Patient examination

Visual inspection

The patient is inspected visually for the following signs:

1. Deformity of the elbow region: Caution should be taken during further examination to avoid pain during eg, palpation

2. Skin discoloration: Indicative of severe fracture displacement and entrapment of muscle/soft tissues

3. Color of hand/fingers:

  • Normal/red: Normal peripheral circulation
  • Pink: Intact but reduced peripheral circulation
  • White: Absent Peripheral circulation

See section on vascular injury below.

Palpation

Peripheral pulse is verified by palpation: see section below on vascular injuries.

Neurological assessment

Neurological damage can be caused either by the fracture, or following manipulation and fixation.

It is essential to perform a systematic neurological assessment both pre- and postoperatively and document the function of the individual peripheral nerves.

Neurological assessment can be very difficult to perform and is influenced by the level of pain and the age of the child.

In cases where the neurological compromise is caused by the fracture, exploration of the nerve is rarely necessary as it nearly always recovers.

Recovery may be slow and an interval of 4-6 months is recommended before exploration.

In cases where the neurological compromise could be caused by K-wire insertion, either through the medial epicondyle, or by penetration of a lateral wire, the K-wire should be removed promptly.

Vascular injuries

Extension type supracondylar fractures with marked displacement can injure the brachial artery, which lies just anterior to the distal humerus at the fracture site.

An absent radial pulse indicates vascular compromise, which may be due to kinking, or tethering, of an intact artery.

Alternatively, there may be an intimal tear, thrombosis, or complete transection of the artery.

Abundant collateral circulation may provide adequate distal perfusion, even with a complete tear of the brachial artery.

Collateral circulation is not always adequate to provide distal perfusion and the integrity and function of the limb may be at risk.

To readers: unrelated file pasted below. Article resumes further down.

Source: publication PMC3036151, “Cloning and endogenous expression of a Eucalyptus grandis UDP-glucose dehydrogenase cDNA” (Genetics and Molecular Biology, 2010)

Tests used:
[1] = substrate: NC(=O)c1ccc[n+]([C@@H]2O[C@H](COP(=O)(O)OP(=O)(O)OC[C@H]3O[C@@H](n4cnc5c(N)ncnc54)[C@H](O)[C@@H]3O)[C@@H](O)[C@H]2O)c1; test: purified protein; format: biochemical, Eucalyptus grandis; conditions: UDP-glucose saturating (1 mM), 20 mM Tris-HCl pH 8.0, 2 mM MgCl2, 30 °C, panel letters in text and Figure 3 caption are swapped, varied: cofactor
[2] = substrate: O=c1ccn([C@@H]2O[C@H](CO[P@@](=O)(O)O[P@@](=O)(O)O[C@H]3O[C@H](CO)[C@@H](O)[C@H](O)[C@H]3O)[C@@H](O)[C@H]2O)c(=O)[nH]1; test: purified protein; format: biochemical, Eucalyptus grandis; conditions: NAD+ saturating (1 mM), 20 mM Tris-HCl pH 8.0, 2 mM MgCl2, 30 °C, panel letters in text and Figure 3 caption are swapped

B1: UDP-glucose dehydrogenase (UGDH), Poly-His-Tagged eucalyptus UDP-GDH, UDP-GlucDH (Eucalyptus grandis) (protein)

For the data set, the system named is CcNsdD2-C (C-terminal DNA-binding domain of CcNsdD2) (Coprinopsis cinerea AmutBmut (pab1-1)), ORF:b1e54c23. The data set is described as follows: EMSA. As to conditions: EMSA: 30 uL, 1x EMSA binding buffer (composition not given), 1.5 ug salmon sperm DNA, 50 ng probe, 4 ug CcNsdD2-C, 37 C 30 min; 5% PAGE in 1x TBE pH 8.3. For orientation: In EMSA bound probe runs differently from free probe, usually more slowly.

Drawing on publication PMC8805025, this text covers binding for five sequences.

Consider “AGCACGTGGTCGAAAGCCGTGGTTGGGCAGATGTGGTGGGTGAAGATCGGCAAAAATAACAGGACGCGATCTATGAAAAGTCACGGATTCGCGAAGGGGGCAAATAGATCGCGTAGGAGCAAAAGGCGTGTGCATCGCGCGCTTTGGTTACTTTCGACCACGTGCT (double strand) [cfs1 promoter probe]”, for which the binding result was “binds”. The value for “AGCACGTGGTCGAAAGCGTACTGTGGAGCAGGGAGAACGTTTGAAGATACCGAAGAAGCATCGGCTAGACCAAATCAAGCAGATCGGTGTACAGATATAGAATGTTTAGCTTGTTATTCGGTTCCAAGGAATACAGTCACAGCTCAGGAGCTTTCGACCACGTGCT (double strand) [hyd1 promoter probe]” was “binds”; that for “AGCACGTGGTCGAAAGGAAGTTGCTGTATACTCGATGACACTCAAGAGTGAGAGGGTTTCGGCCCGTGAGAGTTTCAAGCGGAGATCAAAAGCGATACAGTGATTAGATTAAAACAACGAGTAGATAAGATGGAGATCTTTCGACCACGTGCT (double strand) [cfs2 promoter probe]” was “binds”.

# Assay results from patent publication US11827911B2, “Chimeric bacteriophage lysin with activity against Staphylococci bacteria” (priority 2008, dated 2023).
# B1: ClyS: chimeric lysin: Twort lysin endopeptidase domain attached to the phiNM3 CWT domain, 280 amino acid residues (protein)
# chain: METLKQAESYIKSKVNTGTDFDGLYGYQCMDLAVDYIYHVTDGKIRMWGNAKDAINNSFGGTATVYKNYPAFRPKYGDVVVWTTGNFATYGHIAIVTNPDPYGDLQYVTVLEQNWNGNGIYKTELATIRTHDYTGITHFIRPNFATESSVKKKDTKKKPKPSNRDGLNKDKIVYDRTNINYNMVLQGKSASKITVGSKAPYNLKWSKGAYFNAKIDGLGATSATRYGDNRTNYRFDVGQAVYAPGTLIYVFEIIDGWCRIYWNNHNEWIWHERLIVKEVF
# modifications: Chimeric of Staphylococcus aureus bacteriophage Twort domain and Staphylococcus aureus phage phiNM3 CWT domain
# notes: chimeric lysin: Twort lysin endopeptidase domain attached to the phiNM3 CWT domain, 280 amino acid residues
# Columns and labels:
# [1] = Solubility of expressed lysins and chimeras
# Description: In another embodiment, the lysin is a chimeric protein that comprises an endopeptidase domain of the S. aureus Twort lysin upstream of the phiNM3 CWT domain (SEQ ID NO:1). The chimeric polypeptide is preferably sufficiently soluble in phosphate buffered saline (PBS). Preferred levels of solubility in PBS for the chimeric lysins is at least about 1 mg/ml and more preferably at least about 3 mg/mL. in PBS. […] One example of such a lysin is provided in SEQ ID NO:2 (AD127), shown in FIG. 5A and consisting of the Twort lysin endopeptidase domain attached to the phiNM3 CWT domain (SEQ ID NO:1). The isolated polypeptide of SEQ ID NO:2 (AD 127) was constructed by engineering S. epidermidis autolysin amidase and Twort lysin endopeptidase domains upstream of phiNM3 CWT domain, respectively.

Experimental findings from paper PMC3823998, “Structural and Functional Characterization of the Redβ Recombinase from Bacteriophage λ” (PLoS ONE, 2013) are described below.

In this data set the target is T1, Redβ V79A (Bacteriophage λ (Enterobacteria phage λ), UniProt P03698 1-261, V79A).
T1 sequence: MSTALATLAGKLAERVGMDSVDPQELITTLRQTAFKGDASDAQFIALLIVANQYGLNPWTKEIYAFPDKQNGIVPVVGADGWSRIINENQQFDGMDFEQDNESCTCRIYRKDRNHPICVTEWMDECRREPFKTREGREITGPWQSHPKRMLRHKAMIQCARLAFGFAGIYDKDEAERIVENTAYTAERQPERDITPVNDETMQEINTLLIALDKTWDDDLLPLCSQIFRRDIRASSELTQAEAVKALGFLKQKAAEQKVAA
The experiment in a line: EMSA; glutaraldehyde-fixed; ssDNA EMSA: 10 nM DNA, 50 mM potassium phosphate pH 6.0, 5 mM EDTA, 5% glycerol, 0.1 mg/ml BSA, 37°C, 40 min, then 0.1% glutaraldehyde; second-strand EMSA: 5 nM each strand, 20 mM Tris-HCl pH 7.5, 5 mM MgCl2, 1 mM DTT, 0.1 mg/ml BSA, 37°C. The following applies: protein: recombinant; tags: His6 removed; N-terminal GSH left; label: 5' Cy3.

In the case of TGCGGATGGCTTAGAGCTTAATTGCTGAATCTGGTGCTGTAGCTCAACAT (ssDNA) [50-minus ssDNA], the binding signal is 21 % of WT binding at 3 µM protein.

Peripheral radial pulse is verified by palpation:

  • Normal pulse: No danger of vascular compromise, but does not exclude compartment syndrome
  • Reduced pulse: Sign of vascular spasm or external compression
  • Absent pulse: Entrapment of the vessel in the fracture, blocked by dislocated fragment, or ruptured vessel

Pre-reduction management options:

  • Normal pulse, perfused hand: Fracture reduction and fixation
  • Reduced pulse, perfused hand: Fracture reduction and fixation
  • Absent pulse, perfused hand: Immediate fracture reduction followed by pulse and hand perfusion reassessment
  • Absent pulse, nonperfused hand: Immediate fracture reduction followed by pulse and perfusion reassessment

Absent radial pulse with nonperfused hand

Limb ischemia in this context is a surgical emergency.

Consultation with a colleague capable of performing a small vessel repair should be immediately undertaken.

This may be a plastic surgeon, vascular surgeon, or general surgeon depending on local availability and training.

The child should be taken as a matter of urgency to the operating room.

A closed reduction maneuver should be attempted initially and care must be taken not to stretch the already compromised artery: the traction should be gentle but sustained over 5-10 minutes.

If anatomical reduction can be obtained, the supracondylar fracture should be stabilized with intraosseous K-wires, or external fixator, and the vascular status reassessed.

Fracture reduction often leads to restoration of perfusion of the hand within 15-20 minutes.

In such cases, forearm compartment syndrome is a risk – see below.

Post-reduction management options:

  • Circulation, pulse and perfusion return Definitive fracture fixation
  • Perfusion returns but pulse not palpable (pulseless, pink hand): Definitive fracture fixation, followed by close monitoring of vascular status
  • Pulse and perfusion do not return (pulseless, white hand): Exploration of the cubital vessels
  • Arteriography is used in some cases, but as the site of arterial trauma is usually determined by the level of the fracture, this is not essential

If the fracture cannot be reduced, an anterior approach to the antecubital fossa is performed. The brachial artery is often identified at the fracture site and exposure is improved by releasing the lacertus fibrosus.

The fracture is reduced under direct vision and stabilized with intraosseous K-wires. The vascular status is then reassessed.

Release of the vessel and reduction of the fracture often lead to restored perfusion of the hand. The radial pulse may, or may not, return. Skin color, temperature and capillary refill are the most important clinical assessments of vascularity. Doppler/ultrasound examination or pulse oximetry can be used as adjuncts to clinical assessment.

Decisions regarding arterial reconstruction are made jointly with the vascular consultant.

If the hand remains nonperfused, or poorly perfused, following anatomical reduction and fixation of the fracture, arterial reconstruction is usually required.

If good perfusion returns, the decision needs to be individualized and there is no consensus regarding the necessity for arterial reconstruction.